BUT BACK TO WOMEN. DON'T FORGET: Tell your friends and like-minded others to join the march on the State Capitol at 3 p.m. March 23 to Stop the War on Women.
Meanwhile, what some others are saying on abortion after the latest from North Dakota:
FROM NARAL PRO-CHOICE:
Washington, D.C. — Ilyse Hogue, president of NARAL Pro-Choice America, expressed profound disappointment in the North Dakota legislature for passing a bill that could effectively ban abortion in the state.
This bill would outlaw abortion as early as six weeks—before many women even know they are pregnant. It would be the earliest abortion ban in the country, and includes no exceptions for cases of rape or incest. The bill will now go to anti-choice Gov. Jack Dalrymple for consideration.
“In a race to the bottom, these anti-choice politicians won’t be happy until they send the women of North Dakota back to the days of back-alley abortions,” said Hogue. “This cruel bill takes away a woman’s options, in many cases even before she knows she is pregnant—with no exceptions.”
Last week, the Arkansas legislature overrode their governor’s veto to enact a 12-week abortion ban, currently the harshest anti-abortion bill signed into law in the country. It will be surpassed, however, if the North Dakota governor signs this bill into law.
Hogue continued, “American leaders should protect our rights, not strip them away. I am calling on Gov. Dalrymple to veto this egregious anti-abortion law that will endanger the lives of women.”
FROM A NEW ACTION GROUP
The following call to action was issued by WORD (Women Organized to Resist and Defend):
House Bill 1456, a so-called “fetal-heartbeat” bill that passed in North Dakota’s legislature on March 15, is the latest and by far the most extreme in a series of attacks on our right to abortion. This law seeks to ban abortion for women in North Dakota as early as six weeks — effectively stripping the right to abortion from millions of women in that state.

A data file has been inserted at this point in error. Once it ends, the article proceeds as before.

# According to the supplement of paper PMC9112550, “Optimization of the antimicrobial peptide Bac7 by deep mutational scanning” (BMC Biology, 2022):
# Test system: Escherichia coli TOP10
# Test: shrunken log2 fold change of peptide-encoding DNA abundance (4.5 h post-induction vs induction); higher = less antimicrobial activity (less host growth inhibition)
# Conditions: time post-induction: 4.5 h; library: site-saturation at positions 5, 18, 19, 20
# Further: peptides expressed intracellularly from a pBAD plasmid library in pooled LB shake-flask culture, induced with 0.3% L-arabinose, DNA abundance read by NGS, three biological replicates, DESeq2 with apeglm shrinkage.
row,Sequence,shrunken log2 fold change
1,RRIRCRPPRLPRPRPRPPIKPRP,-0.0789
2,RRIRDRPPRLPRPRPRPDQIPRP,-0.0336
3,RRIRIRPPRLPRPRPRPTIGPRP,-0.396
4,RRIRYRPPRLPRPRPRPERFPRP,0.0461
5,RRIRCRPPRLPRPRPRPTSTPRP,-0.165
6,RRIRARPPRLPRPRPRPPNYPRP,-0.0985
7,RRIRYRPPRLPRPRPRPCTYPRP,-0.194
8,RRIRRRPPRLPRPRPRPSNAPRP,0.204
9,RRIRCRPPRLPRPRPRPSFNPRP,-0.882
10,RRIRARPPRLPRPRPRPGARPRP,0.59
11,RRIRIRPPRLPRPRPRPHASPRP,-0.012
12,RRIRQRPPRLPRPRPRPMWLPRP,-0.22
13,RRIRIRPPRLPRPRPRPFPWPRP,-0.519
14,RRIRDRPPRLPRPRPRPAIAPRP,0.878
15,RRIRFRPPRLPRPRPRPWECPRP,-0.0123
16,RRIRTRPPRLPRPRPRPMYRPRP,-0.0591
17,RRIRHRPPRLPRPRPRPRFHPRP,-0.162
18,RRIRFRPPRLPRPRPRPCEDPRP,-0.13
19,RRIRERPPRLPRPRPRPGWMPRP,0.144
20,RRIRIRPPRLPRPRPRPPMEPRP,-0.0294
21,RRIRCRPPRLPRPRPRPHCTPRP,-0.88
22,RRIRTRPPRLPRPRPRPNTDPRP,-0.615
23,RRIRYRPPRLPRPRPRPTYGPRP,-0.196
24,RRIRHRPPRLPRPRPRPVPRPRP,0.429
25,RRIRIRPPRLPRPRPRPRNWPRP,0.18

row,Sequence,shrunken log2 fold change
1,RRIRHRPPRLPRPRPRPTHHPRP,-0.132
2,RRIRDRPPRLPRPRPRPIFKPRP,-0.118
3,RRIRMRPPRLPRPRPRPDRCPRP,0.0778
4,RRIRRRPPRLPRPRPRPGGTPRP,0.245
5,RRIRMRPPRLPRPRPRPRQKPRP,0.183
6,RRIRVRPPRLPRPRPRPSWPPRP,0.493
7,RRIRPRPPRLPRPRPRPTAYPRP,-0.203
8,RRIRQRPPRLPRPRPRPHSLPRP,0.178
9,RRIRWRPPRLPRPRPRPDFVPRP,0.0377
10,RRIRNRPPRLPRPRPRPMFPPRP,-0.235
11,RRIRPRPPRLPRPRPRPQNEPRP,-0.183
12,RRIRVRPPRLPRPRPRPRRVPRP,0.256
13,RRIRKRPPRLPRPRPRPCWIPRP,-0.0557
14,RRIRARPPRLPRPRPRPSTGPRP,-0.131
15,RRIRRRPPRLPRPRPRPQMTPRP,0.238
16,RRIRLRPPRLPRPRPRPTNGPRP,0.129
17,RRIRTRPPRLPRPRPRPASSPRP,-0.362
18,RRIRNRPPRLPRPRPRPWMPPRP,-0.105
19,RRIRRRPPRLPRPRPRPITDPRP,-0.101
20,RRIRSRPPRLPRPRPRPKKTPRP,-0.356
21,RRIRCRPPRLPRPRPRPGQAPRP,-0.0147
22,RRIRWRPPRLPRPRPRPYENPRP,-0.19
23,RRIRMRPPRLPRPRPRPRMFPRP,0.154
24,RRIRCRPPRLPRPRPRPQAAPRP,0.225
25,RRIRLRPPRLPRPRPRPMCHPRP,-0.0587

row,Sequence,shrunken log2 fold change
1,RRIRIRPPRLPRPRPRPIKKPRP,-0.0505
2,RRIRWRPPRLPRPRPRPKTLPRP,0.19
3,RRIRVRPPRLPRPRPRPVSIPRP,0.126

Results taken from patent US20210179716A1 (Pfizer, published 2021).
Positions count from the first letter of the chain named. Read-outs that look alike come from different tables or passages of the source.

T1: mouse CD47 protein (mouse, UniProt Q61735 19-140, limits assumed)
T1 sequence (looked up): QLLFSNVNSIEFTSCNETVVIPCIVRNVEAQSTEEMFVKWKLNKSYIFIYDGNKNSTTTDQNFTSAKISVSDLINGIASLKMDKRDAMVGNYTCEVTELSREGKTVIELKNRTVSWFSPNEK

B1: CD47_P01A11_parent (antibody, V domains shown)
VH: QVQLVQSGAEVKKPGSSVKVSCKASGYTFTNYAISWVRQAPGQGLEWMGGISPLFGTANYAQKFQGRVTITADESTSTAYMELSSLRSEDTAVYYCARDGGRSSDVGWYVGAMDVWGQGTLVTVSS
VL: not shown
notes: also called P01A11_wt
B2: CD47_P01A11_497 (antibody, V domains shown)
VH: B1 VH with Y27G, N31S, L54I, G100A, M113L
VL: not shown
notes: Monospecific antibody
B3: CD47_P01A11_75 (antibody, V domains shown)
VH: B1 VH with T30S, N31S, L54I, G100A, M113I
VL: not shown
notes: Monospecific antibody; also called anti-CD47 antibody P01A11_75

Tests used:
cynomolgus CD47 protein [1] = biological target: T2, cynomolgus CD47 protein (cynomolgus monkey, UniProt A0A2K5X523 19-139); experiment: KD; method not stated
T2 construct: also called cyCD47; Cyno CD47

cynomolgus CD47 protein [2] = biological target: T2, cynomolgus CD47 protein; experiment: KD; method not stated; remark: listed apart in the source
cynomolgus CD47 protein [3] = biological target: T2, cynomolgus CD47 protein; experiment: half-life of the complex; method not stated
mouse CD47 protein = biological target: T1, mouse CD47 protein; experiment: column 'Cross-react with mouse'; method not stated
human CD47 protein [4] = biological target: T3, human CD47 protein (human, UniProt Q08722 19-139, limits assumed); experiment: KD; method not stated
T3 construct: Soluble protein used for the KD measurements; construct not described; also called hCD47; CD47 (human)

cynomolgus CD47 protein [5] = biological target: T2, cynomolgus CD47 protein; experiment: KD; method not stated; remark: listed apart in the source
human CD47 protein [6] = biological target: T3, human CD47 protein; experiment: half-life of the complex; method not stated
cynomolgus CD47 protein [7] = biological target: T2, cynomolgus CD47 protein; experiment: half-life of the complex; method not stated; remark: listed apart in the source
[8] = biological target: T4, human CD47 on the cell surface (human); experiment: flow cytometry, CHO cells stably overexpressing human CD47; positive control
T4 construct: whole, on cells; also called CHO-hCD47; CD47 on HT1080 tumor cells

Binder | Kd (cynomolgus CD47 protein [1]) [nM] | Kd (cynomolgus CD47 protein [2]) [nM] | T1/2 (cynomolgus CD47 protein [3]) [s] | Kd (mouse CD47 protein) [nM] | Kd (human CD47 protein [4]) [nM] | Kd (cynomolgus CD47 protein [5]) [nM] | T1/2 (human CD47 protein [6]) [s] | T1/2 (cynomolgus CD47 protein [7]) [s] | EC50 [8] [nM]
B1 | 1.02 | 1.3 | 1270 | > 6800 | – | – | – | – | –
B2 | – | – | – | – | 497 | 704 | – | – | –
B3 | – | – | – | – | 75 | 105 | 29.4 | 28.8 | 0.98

This legislation is part of a wave of attacks against women’s rights. It is no coincidence that it is coming on the heels of similar legislation that passed in Arkansas just a week prior. Insane, unscientific legislation like this is nothing short of an attempt to deny women our human rights.
The right wing feels emboldened in their march to remove our right to control our own bodies. They are determined to send women back to the dark ages of back-alley abortions and legally sanctioned inequality. We must maintain the right to control our own bodies and our own lives. We must fight this legislation, for women in North Dakota and all over the United States!
In response to this outrageous legislation, WORD issued a Call to Action to women all over the United States, asking them to send letters to North Dakota Gov. Jack Darymple urging him not to sign the bill into law. Within the first hour, hundreds of women took action in support of the demonstrations and lobbying efforts already underway in the state. The letter-writing mechanism can be viewed by clicking here.
WORD is a new grassroots, feminist organization that is dedicated to building the struggle for women’s rights and equality for all. Find out more at DefendWomensRights.org.